The last area where a widespread reform is needed -- of course, there are many areas, I am just describing four of the areas where the ACLU is active and where the Drug Law Reform Project is presently litigating or working on legislation -- is selective enforcement. Selective enforcement is very difficult to deal with as a statutory scheme, whether federally or through the states. It’s hard to legislate teaching fairness, to legislate fairness into law enforcement communities so remedying the harms of selective enforcement are often achieved through litigation. Selective enforcement is a particularly difficult problem to untangle. It is no news to any number of any African-American community that law enforcement officers selectively enforce drug laws, whether through racial profiling, traffic stops or other, many reasons. It’s a widespread practice throughout the United States, which anecdotally people of color know between their conversations with each other, experientially and you hear about everywhere throughout the country. It’s much harder to get other people to understand how that practice works and how to put a stop to it. Equally difficult to address in selective enforcement issues is the argument of people on the prohibition and prohibitionist movement and in law enforcement. When we point to disproportionate rates of arrest, conviction and incarceration among people of color, they’re first answer is ‘Well, that population simply commits more crimes or uses more drugs.’ That is simply false. And we have begun an effort to document that fact in a sociologically statistically significant manner and to use that research in our litigation. Let me give you one example. In Seattle, Washington the ACLU’s Drug Law Reform Project became involved in criminal litigation regarding the police department’s enforcement of crack cocaine laws in the downtown area. We had to prove, we had to set out to prove that in fact African-Americans used and sold crack cocaine in no greater numbers than their white counterparts yet the police were enforcing those same laws in extraordinarily disproportionate numbers, you were 35 times more likely to be arrested and, I believe, 100 times more likely to be convicted in Seattle of a crack cocaine offense if you were an African-American. Dr. Katherine Beckett at the University of Washington conducted a survey of open air drug markets and was able to demonstrate in a just-released report that African-Americans use and sell crack cocaine in equal or lesser numbers to their white counterparts and law enforcement knows this, knows the areas where their white counterparts are using and selling crack cocaine, yet selectively decide to enforce those drug laws in particular communities and against particular people. That evidence caused the King County’s District Attorney’s Office to dismiss criminal charges against our client before the court could hold a hearing at which the court could have, and legally would have, determined that there had been a constitutional violation of this and other defendants’ rights. The ACLU will be bringing similar litigation throughout the country and developing a similar statistical body of evidence to refute this terrible claim which supports so much selective enforcement.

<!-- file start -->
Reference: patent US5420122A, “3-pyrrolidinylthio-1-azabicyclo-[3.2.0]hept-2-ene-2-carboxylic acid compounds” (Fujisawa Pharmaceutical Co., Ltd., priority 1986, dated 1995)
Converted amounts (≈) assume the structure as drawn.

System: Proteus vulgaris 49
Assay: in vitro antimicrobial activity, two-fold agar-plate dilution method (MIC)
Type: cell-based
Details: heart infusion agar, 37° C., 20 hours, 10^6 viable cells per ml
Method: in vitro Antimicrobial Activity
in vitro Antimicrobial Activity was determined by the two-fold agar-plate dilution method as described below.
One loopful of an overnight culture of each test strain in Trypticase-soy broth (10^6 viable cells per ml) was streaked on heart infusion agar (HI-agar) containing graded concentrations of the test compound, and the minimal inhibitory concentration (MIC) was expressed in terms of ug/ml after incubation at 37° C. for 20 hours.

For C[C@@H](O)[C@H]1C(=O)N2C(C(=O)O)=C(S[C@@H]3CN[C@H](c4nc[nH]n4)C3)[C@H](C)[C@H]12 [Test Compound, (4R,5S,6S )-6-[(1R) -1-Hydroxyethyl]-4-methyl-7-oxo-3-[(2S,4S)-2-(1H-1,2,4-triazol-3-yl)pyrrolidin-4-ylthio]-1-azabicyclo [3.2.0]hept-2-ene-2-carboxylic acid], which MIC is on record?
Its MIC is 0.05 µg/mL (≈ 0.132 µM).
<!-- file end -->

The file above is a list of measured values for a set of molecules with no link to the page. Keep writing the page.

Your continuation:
So those are four directed areas. That’s where the ACLU’s Drug Law Reform Project will be working, among many others. I look forward to questions and conversation about those areas or any other areas of the ACLU’s work.

Thank you very much.

[applause]

Dean Becker: You are listening to the Century of Lies program on the Drug Truth Network and Pacifica Radio. The voice you just heard was that of Jay Rorty of the ACLU and now we hear a continuation from Judge Arthur Burnett.

Judge Burnett: I just want to add to the litany of problems that Jay has just mentioned. As a judge setting on a court in the District of Columbia I handled many drug cases and frequently. when search warrants were executed a guy could’ve walked into the place being searched two minutes before the police got there and they arrest him along with the sellers and other who occupied the premises. And you had four or five people before your connection with a drug bust on a search warrant. And the government would insist that all five defendants plead guilty even though one of the individuals had just walked in and there was no evidence that the person was even a participant but merely present in the particular occasion of the execution of the search warrant. There’s a practice called ‘wired pleas’ and unless all defendants plead, the government will seek none and they will go forward in trial on mandatory minimums offenses for which the defendants had been indicted but then they face ten or fifteen or twenty years in prison. So the mandatory sentencing provisions have allowed the prosecutor to have a weapon to club people into involuntary guilty pleas, sometimes to discretionary sentences, when they weren’t even in fact guilty. They were just innocent pawns or victims in the wrong place at the wrong time. I’ve had people stand before me wanting to enter a guilty plea where I almost would say, feel like I had the proof to take that guilty plea, and they would beg me to take the plea ‘cause if they didn’t take the plea I could put them on probation but they still get a criminal conviction. They faced the possibility of ten or fifteen or twenty years in prison.